Writing about Grant Fuhr, director of golf at Desert Dunes Country Club, means typing the word “first” a lot. The Palm Desert resident was the first black player elected to the Hockey Hall of Fame (on the first ballot in 2003) and a goalie in the first outdoor NHL game, also in 2003, and three years after his retirement, when he manned the nets in Edmonton in minus-10-degree weather in an old-timers’ game before the regular game. “It might have gotten down to 20-below for the regular game at night,” Fuhr says. “I remember they were talking about calling it off.”
Now, Fuhr and his wife, Lisa, are planning the first Grant Fuhr Celebrity Golf Invitational, set for April 5–7 at Desert Dunes. Among dozens of stars expected to play will be former NFL standouts Jim McMahon and Sterling Sharpe, and hockey legends Mario Lemieux and Bernie “Pumpernickel” Nicholls.
Oh, yes. Another first: The Great One, Wayne Gretzky, will most likely play, and he can repeat, as the first to say so, that “Grant Fuhr is the greatest goalie I ever saw.” That’s hyperbole for anybody else. It is set-in-stone fact from somebody who knew and played the game like Gretzky. Words from the Great One are gospel in hockey.
Fuhr says the tournament is “all about giving back.” Proceeds from the inaugural event will benefit the Hazelden Betty Ford Foundation, which runs programs to combat addiction from its Rancho Mirage headquarters. Years ago, Fuhr struggled with, and battled through, a cocaine problem that cost him an NHL suspension for part of a season. He has always spoken freely about that battle, and notes that a trip to the Betty Ford Center helped him. That puts his golf tournament among the more directly motivated give-backs to the center’s programs.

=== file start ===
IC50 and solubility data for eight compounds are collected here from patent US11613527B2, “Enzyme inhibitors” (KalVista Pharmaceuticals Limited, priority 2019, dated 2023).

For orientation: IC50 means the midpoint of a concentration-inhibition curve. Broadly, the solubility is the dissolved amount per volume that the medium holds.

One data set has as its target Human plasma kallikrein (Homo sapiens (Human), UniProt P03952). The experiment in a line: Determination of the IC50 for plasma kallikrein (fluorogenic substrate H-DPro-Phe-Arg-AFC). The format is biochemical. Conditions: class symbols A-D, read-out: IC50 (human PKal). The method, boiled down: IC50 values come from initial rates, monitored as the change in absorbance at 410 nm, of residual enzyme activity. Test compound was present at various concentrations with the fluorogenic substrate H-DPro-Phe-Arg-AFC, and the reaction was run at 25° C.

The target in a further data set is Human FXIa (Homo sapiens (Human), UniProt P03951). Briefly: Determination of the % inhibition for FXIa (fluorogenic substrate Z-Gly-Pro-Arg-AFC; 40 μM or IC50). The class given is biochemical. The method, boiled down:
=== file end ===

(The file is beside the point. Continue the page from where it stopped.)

Fuhr started in goal in the NHL in almost 900 games. He was part of five Stanley Cup-winning Edmonton Oilers teams from 1984 to 1990, and says now that those Oilers, sparked by Gretzky, were tougher to face in practice sessions than the other teams in real games. He relishes his Edmonton memories and says that the team’s famous coach and general manager at the time, Glen Sather, keynoted what the Oilers were back then when he told the team, “These guys you play with aren’t teammates. They are family.” Fuhr says his clearest memory of all those Stanley Cups was “just being with the guys, celebrating with them. That was the best.”
The hockey legend’s golf club covers bear his old uniform number, 31.
Fuhr was selected for six NHL all-star games and once named the league’s top goalie (the Vezina Trophy). Besides his 10 seasons in Edmonton, he played for Toronto, Buffalo, St. Louis, Calgary, and the Los Angeles Kings.
He grew up in a little town called Spruce Grove, about 11 miles out of Edmonton in Alberta, and, Fuhr says, what is “mostly a suburb now.” He loved hockey and baseball and always wanted to be a goalie, especially when he saw the equipment they wore. “I thought it was neat.”
Fuhr says the tournament is “all about giving back.”
Growing up, his nickname was “Coco.”
“I had a better tan than the other kids,” he says, “so it was a good nickname, and it stuck. Some of my friends still call me that.”
In this age of political correctness, social media would cry foul for a black man being labeled in that manner. There wasn’t much of that in Fuhr’s time, he says, as he still embraces the nickname — so much so that the documentary about his life and career that came out last year is called Making Coco.
He married Lisa six years ago and moved to Palm Desert, her longtime home.
“I don’t do cold,” she says.
These days, neither does Fuhr, who golfs to a 1 handicap and plays his Desert Dunes course as often as he can. Neither heat nor wind diverts him. Nor did total replacements of both knees and his left shoulder.
But the passion for hockey still burns as hot as his love for golf.
“When hockey playoff time comes,” Fuhr says, “the TV is on, and I’m on the couch. I’m probably there, starting about 4 in the afternoon and maybe staying there until midnight. I can never get enough.”
Lisa says, “I’m in the other room, watching movies.”
For now, they spend a lot of time in the same room. She has taken on the role of tournament director for the first Grant Fuhr Invitational, which they hope will grow into a longtime fixture in the Coachella Valley.
One issue they will need to settle in their planning is a ceremonial start: Do they simply tee off? Or do they drop a puck?